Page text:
Brought to you by BMI Ross Hall Hospital

What is uterine cancer?

Cancer of the womb (uterine cancer) is most common in women between the ages of 60 and 70, and is the fifth most common cancer in the UK. However, it is often discovered early and treated successfully. Cancer tumours are caused by the uncontrolled growth of cells. If the tumour is capable of spreading to other organs or tissue, then it is cancerous (or malignant). If it is not capable of spreading, then it is known as benign. The most common type of womb cancer occurs when cells start to grow in the lining of the womb (endometrium). This is also known as endometrial cancer.   

What are the symptoms?

The most common symptoms of womb cancer include bleeding after the menopause, unusually heavy bleeding; bleeding between periods; pink, watery or white vaginal discharge; pelvic pain pain during intercourse; and weight loss.

About 90% of womb cancer cases are diagnosed as a result of bleeding after the menopause. It is important to remember that abnormal bleeding may be a symptom of other, more common conditions including endometriosis or fibroids. If you do experience any of these symptoms, it is important you see your doctor or a consultant gynaecologist straight away. It is unlikely to be cancer, but if it is, the sooner you have it treated, the better.

What causes this type of cancer?

The cause of womb cancer is currently unknown, there are a number of risk factors that may indicate an increased likelihood of developing womb cancer. These include family history of womb cancer and sometimes ovarian cancer; age - womb cancer most commonly develops after the menopause with 93% of cases in women between the ages of 50 and 70 ; being overweight; menstrual history – womb cancer is more likely to occur in women who began their periods relatively early, and reach menopause relatively late, and infrequent or irregular periods can also be factors.

Womb cancer is also more common in women who have not had children or who have had problems with fertility. Taking the oral contraceptive pill seems to reduce the risk of developing womb cancer. If you have suffered from Polycystic Ovary Syndrome (PCOS) you may have an increased risk of womb cancer. Taking Hormone Replacement Therapy (HRT) can increase the risk of womb cancer. Your doctor will discuss the risks and benefits if you are considering HRT.

How is womb cancer diagnosed?

After discussing your symptoms with you, your consultant gynaecologist may need to carry out a pelvic examination. They may carry out an endometrial biopsy – take a sample of tissue from inside the womb.

You may be given a dilatation and curettage (D and C) to analyse tissue from lining of your inner womb. If cancer is found then you will need further tests such as pelvic or transvaginal ultrasound scan, an MRI scan, or CT or CAT scan .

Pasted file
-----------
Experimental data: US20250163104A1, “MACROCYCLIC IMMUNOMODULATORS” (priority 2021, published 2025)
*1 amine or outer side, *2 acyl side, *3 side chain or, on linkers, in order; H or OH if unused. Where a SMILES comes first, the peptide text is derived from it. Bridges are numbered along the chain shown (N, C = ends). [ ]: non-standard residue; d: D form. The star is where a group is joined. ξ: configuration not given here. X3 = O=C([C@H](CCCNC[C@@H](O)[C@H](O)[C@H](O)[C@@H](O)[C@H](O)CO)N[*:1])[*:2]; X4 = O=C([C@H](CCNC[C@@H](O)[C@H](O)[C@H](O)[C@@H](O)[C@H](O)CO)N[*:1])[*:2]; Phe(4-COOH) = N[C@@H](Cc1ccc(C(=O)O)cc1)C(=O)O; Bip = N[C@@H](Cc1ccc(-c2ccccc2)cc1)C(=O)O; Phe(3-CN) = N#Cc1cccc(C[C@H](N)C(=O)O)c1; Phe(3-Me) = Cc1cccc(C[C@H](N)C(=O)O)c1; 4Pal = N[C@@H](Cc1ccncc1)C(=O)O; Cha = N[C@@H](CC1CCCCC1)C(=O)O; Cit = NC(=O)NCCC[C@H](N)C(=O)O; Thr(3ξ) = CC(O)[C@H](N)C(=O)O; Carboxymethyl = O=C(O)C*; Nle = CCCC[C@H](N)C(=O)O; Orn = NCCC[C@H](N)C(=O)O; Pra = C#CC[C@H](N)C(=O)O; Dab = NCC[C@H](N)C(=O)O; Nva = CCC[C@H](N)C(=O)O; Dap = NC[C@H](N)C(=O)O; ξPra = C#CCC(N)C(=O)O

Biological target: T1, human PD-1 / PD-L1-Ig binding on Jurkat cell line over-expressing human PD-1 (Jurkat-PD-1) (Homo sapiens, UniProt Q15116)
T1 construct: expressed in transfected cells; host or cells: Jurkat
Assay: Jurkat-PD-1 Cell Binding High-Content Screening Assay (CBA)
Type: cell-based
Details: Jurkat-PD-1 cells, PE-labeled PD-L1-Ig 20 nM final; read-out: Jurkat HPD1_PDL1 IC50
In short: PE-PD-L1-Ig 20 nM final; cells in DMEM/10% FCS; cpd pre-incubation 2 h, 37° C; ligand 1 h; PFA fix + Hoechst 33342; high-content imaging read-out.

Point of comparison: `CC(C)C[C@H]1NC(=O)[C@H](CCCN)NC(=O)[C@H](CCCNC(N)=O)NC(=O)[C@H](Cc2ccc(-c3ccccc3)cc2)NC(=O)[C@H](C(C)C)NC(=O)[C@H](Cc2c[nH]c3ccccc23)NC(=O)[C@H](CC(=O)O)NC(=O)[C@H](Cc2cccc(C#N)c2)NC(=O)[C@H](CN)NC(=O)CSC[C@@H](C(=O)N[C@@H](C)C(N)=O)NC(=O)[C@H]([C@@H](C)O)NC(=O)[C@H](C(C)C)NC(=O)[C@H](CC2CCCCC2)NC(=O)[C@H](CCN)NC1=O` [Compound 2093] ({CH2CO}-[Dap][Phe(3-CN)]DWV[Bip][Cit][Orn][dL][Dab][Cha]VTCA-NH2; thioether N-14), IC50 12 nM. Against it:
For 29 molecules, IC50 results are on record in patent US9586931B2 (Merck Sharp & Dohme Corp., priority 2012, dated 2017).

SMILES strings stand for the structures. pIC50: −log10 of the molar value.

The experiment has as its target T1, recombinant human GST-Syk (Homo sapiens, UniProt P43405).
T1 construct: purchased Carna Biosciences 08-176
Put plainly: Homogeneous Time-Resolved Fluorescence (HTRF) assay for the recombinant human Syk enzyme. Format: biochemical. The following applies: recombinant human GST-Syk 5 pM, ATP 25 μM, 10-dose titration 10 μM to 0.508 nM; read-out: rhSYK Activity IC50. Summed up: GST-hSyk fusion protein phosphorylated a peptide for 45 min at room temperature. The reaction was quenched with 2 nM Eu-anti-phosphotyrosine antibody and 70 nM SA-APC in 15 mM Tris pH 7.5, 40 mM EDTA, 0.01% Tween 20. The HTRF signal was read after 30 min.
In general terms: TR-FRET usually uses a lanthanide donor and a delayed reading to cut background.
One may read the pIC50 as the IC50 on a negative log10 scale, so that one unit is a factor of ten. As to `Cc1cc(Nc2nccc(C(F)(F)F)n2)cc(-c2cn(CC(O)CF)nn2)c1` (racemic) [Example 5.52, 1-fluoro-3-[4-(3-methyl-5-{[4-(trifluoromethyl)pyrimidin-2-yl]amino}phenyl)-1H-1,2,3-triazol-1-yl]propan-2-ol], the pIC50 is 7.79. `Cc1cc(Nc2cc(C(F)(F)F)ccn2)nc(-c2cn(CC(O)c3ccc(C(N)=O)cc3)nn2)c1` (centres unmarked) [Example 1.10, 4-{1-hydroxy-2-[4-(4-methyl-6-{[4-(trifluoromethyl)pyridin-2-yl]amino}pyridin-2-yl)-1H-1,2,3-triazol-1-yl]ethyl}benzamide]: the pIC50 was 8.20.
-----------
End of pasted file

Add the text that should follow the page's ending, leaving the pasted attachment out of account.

Treatment options and their success will depend on the stage of the cancer and how far it has spread. Most cases of womb cancer are discovered early and treated successfully.


The most common treatment is the removal of the womb by surgery (hysterectomy). Often the fallopian tubes and ovaries are also removed (hysterectomy with bilateral salpingooophorectomy). Often no further treatment is required.

Further treatment

If the cancer has spread or you have an aggressive form of cancer, further treatment may be required to destroy cancer cells that are still be present following surgery. These may include chemotherapy – in tablet form or by intravenous injection; radiotherapy – using high energy x-rays; or hormone therapy.  

Cancer treatments can cause unpleasant side effects including nausea and vomiting, fatigue and hair loss. It is important to discuss these with your consultant before deciding to go ahead. Coping with cancer can be difficult emotionally as well as physically. Help and support from your family and friends will be invaluable.  There are a number of organisations that offer support or put you in contact with other women who have been affected.

Is treatment expensive?

After your initial consultation you would be provided with a detailed quote to let you know the exact price and everything that it includes.

You may not need to meet the costs yourself as you may be covered by Private Medical Insurance of your own, or be covered through insurance at your workplace.

BMI Ross Hall Hospital sees both insured and self-pay patients.

There is also the option to take advantage of the BMI Card which offers 12 months interest free credit, £20,000 credit, and a 48-hour approval for applications of up to £7,000.

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